452 F2d 1081 Dillon v. V L Chandler

452 F.2d 1081

Gerard W. DILLON, Petitioner-Appellee,
Colonel V. L. CHANDLER et al., Respondents-Appellants.

No. 26795.

United States Court of Appeals,
Ninth Circuit.

Dec. 29, 1971.

Dennis J. Roberts, of Kennedy & Rhine, San Francisco, Cal., for respondents-appellants.

Dwayne Keyes, U. S. Atty., Richard W. Nichols, Asst. U. S. Atty., Sacramento, Cal., for petitioner-appellee.

Before CHAMBERS, DUNIWAY and TRASK, Circuit Judges.


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This appeal is by respondents-appellants, Colonel V. L. Chandler, General Stanley Larsen, Secretary of the Army Stanley Resor, and Secretary of Defense Melvin Laird (hereinafter collectively referred to as "respondents" or as the "United States"), from an order of the United States District Court for the Eastern District of California, granting a writ of habeas corpus to petitioner-appellee Army Second Lieutenant Gerard W. Dillon. The petitioner claimed a conscientious objector exemption. Colonel Chandler is the Commanding Officer of Travis Air Force Base, Fairfield, California. General Larsen is the Commanding Officer of the Sixth United States Army, stationed at the Presidio of San Francisco, California. Colonel Chandler is the only one of the respondents stationed in the Eastern District of California.


We reverse because the District Court for the Eastern District lacked jurisdiction to grant the writ. Petitoner is an Army officer who was stationed in Oklahoma. He had been ordered to attend artillery school there, and then, after a month's leave, to report to California for shipment to Vietnam. He filed an application for discharge as a conscientious objector in Oklahoma but it was denied at the conclusion of the administrative process. He then filed this action in the Eastern District of California.


Petitioner's orders, coupled with various Army directives introduced by the United States, establish clearly that no military officer in California obtained authority or command over him. More specifically, Colonel Chandler by affidavit attached as an exhibit to a motion to dismiss or for summary judgment, disclaimed any authority or control over petitioner. His sole obligation to the Army is to provide and maintain aircraft and terminal facilities for the launching and receiving of passengercarrying flights bearing Army personnel. Army personnel are not within his custody or control or subject to his orders.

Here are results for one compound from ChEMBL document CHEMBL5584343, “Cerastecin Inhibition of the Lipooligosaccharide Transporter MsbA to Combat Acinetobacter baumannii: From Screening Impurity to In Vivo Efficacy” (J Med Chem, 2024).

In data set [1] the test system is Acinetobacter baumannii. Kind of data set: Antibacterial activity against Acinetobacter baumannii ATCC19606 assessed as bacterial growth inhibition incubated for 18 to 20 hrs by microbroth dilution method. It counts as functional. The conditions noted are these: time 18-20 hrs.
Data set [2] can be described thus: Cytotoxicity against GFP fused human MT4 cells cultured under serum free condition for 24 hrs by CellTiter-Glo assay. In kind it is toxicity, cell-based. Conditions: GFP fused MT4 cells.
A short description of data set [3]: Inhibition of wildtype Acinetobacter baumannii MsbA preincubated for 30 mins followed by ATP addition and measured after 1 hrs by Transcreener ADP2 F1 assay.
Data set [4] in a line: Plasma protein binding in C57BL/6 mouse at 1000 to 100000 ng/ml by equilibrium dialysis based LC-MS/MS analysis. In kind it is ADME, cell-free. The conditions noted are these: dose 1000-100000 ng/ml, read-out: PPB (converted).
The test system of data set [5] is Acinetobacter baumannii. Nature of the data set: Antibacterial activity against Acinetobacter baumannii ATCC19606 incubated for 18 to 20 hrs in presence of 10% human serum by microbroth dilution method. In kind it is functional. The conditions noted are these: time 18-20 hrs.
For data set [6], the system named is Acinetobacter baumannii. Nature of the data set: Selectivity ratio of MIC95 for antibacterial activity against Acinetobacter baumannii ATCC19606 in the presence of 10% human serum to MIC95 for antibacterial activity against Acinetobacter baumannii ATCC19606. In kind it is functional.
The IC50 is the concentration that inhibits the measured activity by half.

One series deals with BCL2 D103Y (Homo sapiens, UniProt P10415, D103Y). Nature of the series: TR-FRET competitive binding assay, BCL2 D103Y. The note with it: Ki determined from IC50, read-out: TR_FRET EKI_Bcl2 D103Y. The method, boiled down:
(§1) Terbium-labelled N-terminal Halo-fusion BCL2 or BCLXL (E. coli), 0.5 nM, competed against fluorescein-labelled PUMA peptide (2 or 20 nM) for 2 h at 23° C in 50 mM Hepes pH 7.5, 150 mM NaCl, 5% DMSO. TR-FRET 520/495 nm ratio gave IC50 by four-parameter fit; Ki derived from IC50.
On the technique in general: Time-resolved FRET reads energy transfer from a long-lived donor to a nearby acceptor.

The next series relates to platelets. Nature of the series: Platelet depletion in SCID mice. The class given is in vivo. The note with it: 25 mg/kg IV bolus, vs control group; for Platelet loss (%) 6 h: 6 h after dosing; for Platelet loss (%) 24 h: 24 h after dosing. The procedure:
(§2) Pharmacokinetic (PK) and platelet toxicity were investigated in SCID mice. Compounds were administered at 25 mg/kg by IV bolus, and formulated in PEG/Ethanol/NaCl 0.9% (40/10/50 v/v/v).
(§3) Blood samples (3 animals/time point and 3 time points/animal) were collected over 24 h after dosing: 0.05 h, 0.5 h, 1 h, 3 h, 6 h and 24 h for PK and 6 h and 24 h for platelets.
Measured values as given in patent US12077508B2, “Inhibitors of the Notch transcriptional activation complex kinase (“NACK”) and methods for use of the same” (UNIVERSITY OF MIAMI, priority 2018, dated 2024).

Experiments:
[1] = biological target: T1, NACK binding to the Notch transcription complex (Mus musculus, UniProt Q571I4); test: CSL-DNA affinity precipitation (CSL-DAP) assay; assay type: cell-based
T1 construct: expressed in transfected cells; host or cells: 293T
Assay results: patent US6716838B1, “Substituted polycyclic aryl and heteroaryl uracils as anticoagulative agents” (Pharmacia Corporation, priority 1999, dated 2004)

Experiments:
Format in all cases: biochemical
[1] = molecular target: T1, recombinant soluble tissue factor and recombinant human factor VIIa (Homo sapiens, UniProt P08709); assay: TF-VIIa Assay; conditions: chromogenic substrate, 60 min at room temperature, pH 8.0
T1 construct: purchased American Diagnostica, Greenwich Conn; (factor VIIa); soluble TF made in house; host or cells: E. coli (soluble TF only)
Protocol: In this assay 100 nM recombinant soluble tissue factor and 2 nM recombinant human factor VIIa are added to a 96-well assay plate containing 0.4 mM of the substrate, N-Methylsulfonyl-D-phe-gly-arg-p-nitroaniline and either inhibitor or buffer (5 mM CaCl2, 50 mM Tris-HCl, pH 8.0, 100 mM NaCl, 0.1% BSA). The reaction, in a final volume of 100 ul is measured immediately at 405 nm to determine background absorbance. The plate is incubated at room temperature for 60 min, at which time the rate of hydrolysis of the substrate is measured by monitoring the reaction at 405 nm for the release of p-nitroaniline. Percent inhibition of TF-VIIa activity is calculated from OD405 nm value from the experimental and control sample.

The legal question here was ruled on in Schlanger v. Seamans, 401 U.S. 487, 91 S.Ct. 995, 28 L.Ed.2d 251 (1971). There, an Air Force serviceman stationed in Georgia, received permission to study in a program at Arizona State University. He sought habeas corpus relief in Arizona. The Supreme Court concluded that the Arizona District Court, lacking jurisdiction over petitioner's "custodian," lacked jurisdiction also to grant the writ.


"Hence even if we assume that petitioner is 'in custody' in Arizona in the sense that he is subject to military orders and control which act as a restraint on his freedom of movement (Jones v. Cunningham, 371 U.S. 236, 240 [83 S.Ct. 373, 375, 376, 9 L.Ed.2d 285]), the absence of his custodian is fatal to the jurisdiction of the Arizona District Court. Cf. [United States ex rel.] Rudick v. Laird [2d Cir.] 412 F.2d 16, 21.


"Had petitioner, at the time of the filing of the petition, been under the command of the Air Force officer assigned as liaison officer at Arizona State to supervise the Education and Commissioning Program, we would have a different question." Schlanger v. Seamans, supra at 491-492, 91 S.Ct. at 998.


Since the writ of the District Court for the Eastern District of California could not be directed to petitioner's custodians, i. e., his commanding officer in Oklahoma or his commander in Vietnam, the court lacked jurisdiction. Personal jurisdiction over Colonel Chandler who was not a custodian within the meaning of Schlanger, was not sufficient.1

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The judgment is reversed and the court is directed to dismiss the petition.


We also observe that 28 U.S.C. Sec. 1391 (e) does not alter this conclusion. See Schlanger v. Seamans, 401 U.S. 487, 490 n. 4, 91 S.Ct. 995, 28 L.Ed.2d 251 (1971)